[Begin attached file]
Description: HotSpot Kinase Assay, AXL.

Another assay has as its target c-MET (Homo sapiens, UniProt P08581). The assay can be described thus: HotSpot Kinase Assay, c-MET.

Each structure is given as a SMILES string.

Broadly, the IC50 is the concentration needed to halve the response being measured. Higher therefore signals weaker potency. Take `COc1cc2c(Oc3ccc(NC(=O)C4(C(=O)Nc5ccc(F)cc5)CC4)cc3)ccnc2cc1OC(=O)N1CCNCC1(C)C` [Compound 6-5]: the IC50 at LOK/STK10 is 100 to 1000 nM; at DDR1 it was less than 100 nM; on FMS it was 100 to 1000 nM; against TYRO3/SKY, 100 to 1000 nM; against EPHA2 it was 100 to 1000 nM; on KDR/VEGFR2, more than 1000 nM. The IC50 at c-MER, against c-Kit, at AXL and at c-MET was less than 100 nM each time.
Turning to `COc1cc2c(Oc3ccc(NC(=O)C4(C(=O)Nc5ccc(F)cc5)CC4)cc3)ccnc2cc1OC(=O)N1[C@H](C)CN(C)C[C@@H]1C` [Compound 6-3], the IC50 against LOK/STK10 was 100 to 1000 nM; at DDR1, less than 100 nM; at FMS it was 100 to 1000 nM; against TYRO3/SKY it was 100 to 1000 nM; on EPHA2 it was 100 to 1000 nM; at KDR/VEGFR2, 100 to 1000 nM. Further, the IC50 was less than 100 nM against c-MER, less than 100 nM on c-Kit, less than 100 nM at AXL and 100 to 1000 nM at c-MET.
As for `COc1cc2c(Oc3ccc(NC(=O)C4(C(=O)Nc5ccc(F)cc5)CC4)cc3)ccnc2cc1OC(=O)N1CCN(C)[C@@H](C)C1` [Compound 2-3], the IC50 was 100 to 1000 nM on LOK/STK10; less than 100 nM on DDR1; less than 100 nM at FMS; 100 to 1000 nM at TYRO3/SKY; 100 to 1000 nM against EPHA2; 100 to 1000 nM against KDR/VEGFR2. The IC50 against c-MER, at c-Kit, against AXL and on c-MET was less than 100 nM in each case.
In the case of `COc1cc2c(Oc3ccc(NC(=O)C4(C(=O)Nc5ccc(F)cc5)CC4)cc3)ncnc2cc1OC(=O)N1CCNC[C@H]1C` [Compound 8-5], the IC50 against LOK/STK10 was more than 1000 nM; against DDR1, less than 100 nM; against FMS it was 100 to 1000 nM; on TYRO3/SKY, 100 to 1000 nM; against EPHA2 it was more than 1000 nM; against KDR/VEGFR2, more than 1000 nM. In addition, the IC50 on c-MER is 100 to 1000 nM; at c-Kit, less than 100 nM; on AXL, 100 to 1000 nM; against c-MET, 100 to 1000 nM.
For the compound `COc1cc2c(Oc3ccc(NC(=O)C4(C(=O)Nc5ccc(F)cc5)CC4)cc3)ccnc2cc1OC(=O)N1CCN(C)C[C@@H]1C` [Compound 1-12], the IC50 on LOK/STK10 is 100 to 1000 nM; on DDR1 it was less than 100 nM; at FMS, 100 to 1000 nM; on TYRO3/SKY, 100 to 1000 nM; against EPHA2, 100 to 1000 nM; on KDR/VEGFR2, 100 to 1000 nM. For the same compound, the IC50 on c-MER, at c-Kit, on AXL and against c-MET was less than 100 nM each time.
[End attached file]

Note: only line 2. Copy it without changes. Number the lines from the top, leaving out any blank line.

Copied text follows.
Another assay has as its target c-MET (Homo sapiens, UniProt P08581). The assay can be described thus: HotSpot Kinase Assay, c-MET.